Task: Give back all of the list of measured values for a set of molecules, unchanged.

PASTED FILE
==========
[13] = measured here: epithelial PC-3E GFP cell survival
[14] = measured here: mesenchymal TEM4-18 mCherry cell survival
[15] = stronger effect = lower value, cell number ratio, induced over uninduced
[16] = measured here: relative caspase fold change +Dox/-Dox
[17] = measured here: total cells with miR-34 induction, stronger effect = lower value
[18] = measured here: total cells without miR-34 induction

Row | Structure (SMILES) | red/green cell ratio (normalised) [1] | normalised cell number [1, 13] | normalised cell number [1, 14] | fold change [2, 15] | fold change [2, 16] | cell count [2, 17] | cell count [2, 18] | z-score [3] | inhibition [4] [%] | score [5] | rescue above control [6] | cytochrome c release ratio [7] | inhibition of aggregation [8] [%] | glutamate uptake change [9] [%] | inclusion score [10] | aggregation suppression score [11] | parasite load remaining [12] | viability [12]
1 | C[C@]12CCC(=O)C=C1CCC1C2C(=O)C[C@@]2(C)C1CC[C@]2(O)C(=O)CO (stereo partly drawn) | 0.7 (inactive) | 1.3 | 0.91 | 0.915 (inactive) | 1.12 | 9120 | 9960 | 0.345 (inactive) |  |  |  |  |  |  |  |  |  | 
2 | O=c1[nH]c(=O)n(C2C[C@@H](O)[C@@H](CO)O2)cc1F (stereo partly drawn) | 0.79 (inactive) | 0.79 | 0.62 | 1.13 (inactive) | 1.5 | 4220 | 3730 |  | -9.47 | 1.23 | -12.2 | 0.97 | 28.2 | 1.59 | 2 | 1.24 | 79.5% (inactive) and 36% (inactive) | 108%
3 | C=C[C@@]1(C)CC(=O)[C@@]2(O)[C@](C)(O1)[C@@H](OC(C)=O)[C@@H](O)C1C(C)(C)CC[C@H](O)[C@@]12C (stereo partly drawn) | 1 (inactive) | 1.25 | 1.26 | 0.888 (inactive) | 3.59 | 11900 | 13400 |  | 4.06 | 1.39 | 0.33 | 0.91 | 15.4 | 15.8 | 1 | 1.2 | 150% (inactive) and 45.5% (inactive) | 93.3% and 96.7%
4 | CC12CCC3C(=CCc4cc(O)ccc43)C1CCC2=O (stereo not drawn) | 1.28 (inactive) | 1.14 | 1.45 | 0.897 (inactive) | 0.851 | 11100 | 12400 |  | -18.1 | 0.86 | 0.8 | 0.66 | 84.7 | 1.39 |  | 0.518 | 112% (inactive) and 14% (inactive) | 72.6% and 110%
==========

[13] = measured here: epithelial PC-3E GFP cell survival
[14] = measured here: mesenchymal TEM4-18 mCherry cell survival
[15] = stronger effect = lower value, cell number ratio, induced over uninduced
[16] = measured here: relative caspase fold change +Dox/-Dox
[17] = measured here: total cells with miR-34 induction, stronger effect = lower value
[18] = measured here: total cells without miR-34 induction

Row | Structure (SMILES) | red/green cell ratio (normalised) [1] | normalised cell number [1, 13] | normalised cell number [1, 14] | fold change [2, 15] | fold change [2, 16] | cell count [2, 17] | cell count [2, 18] | z-score [3] | inhibition [4] [%] | score [5] | rescue above control [6] | cytochrome c release ratio [7] | inhibition of aggregation [8] [%] | glutamate uptake change [9] [%] | inclusion score [10] | aggregation suppression score [11] | parasite load remaining [12] | viability [12]
1 | C[C@]12CCC(=O)C=C1CCC1C2C(=O)C[C@@]2(C)C1CC[C@]2(O)C(=O)CO (stereo partly drawn) | 0.7 (inactive) | 1.3 | 0.91 | 0.915 (inactive) | 1.12 | 9120 | 9960 | 0.345 (inactive) |  |  |  |  |  |  |  |  |  | 
2 | O=c1[nH]c(=O)n(C2C[C@@H](O)[C@@H](CO)O2)cc1F (stereo partly drawn) | 0.79 (inactive) | 0.79 | 0.62 | 1.13 (inactive) | 1.5 | 4220 | 3730 |  | -9.47 | 1.23 | -12.2 | 0.97 | 28.2 | 1.59 | 2 | 1.24 | 79.5% (inactive) and 36% (inactive) | 108%
3 | C=C[C@@]1(C)CC(=O)[C@@]2(O)[C@](C)(O1)[C@@H](OC(C)=O)[C@@H](O)C1C(C)(C)CC[C@H](O)[C@@]12C (stereo partly drawn) | 1 (inactive) | 1.25 | 1.26 | 0.888 (inactive) | 3.59 | 11900 | 13400 |  | 4.06 | 1.39 | 0.33 | 0.91 | 15.4 | 15.8 | 1 | 1.2 | 150% (inactive) and 45.5% (inactive) | 93.3% and 96.7%
4 | CC12CCC3C(=CCc4cc(O)ccc43)C1CCC2=O (stereo not drawn) | 1.28 (inactive) | 1.14 | 1.45 | 0.897 (inactive) | 0.851 | 11100 | 12400 |  | -18.1 | 0.86 | 0.8 | 0.66 | 84.7 | 1.39 |  | 0.518 | 112% (inactive) and 14% (inactive) | 72.6% and 110%